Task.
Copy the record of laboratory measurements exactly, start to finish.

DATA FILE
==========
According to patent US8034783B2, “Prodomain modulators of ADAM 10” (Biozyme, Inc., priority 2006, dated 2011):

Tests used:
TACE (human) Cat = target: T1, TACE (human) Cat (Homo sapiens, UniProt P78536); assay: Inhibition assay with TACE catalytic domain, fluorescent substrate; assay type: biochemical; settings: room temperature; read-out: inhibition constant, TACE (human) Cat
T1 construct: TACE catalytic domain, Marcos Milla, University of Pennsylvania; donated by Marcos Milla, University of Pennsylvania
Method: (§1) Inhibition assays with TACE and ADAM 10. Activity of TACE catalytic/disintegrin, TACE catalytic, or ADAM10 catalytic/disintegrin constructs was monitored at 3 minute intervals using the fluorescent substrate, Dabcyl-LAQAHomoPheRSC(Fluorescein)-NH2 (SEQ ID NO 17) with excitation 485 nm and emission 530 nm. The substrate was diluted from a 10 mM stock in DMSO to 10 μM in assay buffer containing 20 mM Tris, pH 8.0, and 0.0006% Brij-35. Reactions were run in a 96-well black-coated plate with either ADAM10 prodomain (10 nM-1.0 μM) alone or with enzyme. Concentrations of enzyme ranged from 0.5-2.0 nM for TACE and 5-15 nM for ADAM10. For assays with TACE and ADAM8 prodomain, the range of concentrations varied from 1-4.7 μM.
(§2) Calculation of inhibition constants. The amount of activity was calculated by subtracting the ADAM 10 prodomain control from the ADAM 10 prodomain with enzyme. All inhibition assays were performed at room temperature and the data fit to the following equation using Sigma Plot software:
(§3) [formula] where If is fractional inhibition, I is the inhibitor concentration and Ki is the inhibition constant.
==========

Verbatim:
According to patent US8034783B2, “Prodomain modulators of ADAM 10” (Biozyme, Inc., priority 2006, dated 2011):

Tests used:
TACE (human) Cat = target: T1, TACE (human) Cat (Homo sapiens, UniProt P78536); assay: Inhibition assay with TACE catalytic domain, fluorescent substrate; assay type: biochemical; settings: room temperature; read-out: inhibition constant, TACE (human) Cat
T1 construct: TACE catalytic domain, Marcos Milla, University of Pennsylvania; donated by Marcos Milla, University of Pennsylvania
Method: (§1) Inhibition assays with TACE and ADAM 10. Activity of TACE catalytic/disintegrin, TACE catalytic, or ADAM10 catalytic/disintegrin constructs was monitored at 3 minute intervals using the fluorescent substrate, Dabcyl-LAQAHomoPheRSC(Fluorescein)-NH2 (SEQ ID NO 17) with excitation 485 nm and emission 530 nm. The substrate was diluted from a 10 mM stock in DMSO to 10 μM in assay buffer containing 20 mM Tris, pH 8.0, and 0.0006% Brij-35. Reactions were run in a 96-well black-coated plate with either ADAM10 prodomain (10 nM-1.0 μM) alone or with enzyme. Concentrations of enzyme ranged from 0.5-2.0 nM for TACE and 5-15 nM for ADAM10. For assays with TACE and ADAM8 prodomain, the range of concentrations varied from 1-4.7 μM.
(§2) Calculation of inhibition constants. The amount of activity was calculated by subtracting the ADAM 10 prodomain control from the ADAM 10 prodomain with enzyme. All inhibition assays were performed at room temperature and the data fit to the following equation using Sigma Plot software:
(§3) [formula] where If is fractional inhibition, I is the inhibitor concentration and Ki is the inhibition constant.